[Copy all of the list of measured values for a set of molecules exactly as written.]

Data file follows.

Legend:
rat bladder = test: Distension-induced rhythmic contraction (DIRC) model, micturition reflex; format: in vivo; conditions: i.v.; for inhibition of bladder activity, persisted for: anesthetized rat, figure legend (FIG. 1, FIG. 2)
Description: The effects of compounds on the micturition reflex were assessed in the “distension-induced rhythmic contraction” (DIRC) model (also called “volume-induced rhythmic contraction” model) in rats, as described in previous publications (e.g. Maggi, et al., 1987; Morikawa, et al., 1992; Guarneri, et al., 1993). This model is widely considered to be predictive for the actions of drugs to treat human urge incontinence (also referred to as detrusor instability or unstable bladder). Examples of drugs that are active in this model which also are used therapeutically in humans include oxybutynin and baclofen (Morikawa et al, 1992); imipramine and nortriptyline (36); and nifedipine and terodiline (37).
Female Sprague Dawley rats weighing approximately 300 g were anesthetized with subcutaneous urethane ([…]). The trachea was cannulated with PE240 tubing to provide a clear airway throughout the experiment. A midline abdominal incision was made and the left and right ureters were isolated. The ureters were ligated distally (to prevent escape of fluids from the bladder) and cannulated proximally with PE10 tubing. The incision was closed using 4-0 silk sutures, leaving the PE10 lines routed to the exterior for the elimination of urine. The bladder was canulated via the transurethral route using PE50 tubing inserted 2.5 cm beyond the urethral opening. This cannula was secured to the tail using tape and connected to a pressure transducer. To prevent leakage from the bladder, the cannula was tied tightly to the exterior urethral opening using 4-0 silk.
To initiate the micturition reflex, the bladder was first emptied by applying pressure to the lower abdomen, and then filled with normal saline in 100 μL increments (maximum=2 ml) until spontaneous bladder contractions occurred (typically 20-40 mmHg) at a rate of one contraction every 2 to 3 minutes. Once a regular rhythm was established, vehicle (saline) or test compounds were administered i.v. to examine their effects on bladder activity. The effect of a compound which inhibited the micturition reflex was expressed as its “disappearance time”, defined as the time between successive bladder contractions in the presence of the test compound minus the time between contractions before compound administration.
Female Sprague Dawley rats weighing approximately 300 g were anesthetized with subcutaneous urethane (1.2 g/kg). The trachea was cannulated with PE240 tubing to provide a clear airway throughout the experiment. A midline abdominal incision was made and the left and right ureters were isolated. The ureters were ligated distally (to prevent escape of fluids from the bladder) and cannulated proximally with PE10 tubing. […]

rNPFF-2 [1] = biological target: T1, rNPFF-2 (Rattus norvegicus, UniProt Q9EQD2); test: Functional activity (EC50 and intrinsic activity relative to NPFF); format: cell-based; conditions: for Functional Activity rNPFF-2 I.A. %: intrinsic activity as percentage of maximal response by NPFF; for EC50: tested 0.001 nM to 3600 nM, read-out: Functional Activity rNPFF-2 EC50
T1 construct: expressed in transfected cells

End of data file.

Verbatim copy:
Legend:
rat bladder = test: Distension-induced rhythmic contraction (DIRC) model, micturition reflex; format: in vivo; conditions: i.v.; for inhibition of bladder activity, persisted for: anesthetized rat, figure legend (FIG. 1, FIG. 2)
Description: The effects of compounds on the micturition reflex were assessed in the “distension-induced rhythmic contraction” (DIRC) model (also called “volume-induced rhythmic contraction” model) in rats, as described in previous publications (e.g. Maggi, et al., 1987; Morikawa, et al., 1992; Guarneri, et al., 1993). This model is widely considered to be predictive for the actions of drugs to treat human urge incontinence (also referred to as detrusor instability or unstable bladder). Examples of drugs that are active in this model which also are used therapeutically in humans include oxybutynin and baclofen (Morikawa et al, 1992); imipramine and nortriptyline (36); and nifedipine and terodiline (37).
Female Sprague Dawley rats weighing approximately 300 g were anesthetized with subcutaneous urethane ([…]). The trachea was cannulated with PE240 tubing to provide a clear airway throughout the experiment. A midline abdominal incision was made and the left and right ureters were isolated. The ureters were ligated distally (to prevent escape of fluids from the bladder) and cannulated proximally with PE10 tubing. The incision was closed using 4-0 silk sutures, leaving the PE10 lines routed to the exterior for the elimination of urine. The bladder was canulated via the transurethral route using PE50 tubing inserted 2.5 cm beyond the urethral opening. This cannula was secured to the tail using tape and connected to a pressure transducer. To prevent leakage from the bladder, the cannula was tied tightly to the exterior urethral opening using 4-0 silk.
To initiate the micturition reflex, the bladder was first emptied by applying pressure to the lower abdomen, and then filled with normal saline in 100 μL increments (maximum=2 ml) until spontaneous bladder contractions occurred (typically 20-40 mmHg) at a rate of one contraction every 2 to 3 minutes. Once a regular rhythm was established, vehicle (saline) or test compounds were administered i.v. to examine their effects on bladder activity. The effect of a compound which inhibited the micturition reflex was expressed as its “disappearance time”, defined as the time between successive bladder contractions in the presence of the test compound minus the time between contractions before compound administration.
Female Sprague Dawley rats weighing approximately 300 g were anesthetized with subcutaneous urethane (1.2 g/kg). The trachea was cannulated with PE240 tubing to provide a clear airway throughout the experiment. A midline abdominal incision was made and the left and right ureters were isolated. The ureters were ligated distally (to prevent escape of fluids from the bladder) and cannulated proximally with PE10 tubing. […]

rNPFF-2 [1] = biological target: T1, rNPFF-2 (Rattus norvegicus, UniProt Q9EQD2); test: Functional activity (EC50 and intrinsic activity relative to NPFF); format: cell-based; conditions: for Functional Activity rNPFF-2 I.A. %: intrinsic activity as percentage of maximal response by NPFF; for EC50: tested 0.001 nM to 3600 nM, read-out: Functional Activity rNPFF-2 EC50
T1 construct: expressed in transfected cells